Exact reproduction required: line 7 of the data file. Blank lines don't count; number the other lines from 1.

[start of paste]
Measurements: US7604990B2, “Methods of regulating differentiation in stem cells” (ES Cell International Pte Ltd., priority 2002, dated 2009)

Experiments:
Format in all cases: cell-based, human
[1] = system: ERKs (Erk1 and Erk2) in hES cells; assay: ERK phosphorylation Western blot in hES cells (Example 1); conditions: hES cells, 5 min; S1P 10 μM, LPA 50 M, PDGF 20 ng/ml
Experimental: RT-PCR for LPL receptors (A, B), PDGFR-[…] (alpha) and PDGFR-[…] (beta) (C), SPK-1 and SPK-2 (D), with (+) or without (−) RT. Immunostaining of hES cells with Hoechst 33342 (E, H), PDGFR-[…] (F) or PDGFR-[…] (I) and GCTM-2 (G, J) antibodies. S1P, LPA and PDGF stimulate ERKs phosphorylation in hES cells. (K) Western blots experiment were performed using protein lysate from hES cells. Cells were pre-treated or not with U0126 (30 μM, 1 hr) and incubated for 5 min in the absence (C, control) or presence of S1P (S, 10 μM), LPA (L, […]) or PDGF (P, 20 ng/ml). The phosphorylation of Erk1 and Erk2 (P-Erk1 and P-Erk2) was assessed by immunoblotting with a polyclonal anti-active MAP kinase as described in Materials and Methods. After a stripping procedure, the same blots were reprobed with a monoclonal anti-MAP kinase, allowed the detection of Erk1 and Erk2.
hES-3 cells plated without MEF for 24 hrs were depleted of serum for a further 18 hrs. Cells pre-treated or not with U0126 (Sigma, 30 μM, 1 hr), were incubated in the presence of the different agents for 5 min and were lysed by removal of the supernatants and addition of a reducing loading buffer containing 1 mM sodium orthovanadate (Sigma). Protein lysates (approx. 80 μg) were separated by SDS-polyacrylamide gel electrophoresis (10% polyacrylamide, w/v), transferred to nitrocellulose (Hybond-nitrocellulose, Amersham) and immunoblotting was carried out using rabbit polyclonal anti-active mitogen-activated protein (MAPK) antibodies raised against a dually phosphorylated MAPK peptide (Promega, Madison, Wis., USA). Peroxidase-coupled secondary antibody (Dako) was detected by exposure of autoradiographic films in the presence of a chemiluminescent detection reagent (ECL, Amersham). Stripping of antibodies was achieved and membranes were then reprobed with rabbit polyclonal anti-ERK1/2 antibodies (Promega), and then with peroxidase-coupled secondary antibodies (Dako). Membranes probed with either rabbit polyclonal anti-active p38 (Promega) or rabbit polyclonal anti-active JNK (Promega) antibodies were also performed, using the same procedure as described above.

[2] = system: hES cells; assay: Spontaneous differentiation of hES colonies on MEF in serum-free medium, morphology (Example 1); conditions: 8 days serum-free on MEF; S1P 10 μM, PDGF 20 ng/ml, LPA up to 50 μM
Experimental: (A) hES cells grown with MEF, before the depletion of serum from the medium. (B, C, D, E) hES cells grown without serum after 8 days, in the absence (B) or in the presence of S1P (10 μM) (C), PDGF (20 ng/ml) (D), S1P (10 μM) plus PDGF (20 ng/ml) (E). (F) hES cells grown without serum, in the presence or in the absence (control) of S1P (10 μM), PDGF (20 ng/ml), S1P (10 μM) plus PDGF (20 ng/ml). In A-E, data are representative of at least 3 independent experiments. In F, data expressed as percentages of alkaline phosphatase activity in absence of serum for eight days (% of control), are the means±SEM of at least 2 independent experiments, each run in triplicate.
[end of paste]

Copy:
[2] = system: hES cells; assay: Spontaneous differentiation of hES colonies on MEF in serum-free medium, morphology (Example 1); conditions: 8 days serum-free on MEF; S1P 10 μM, PDGF 20 ng/ml, LPA up to 50 μM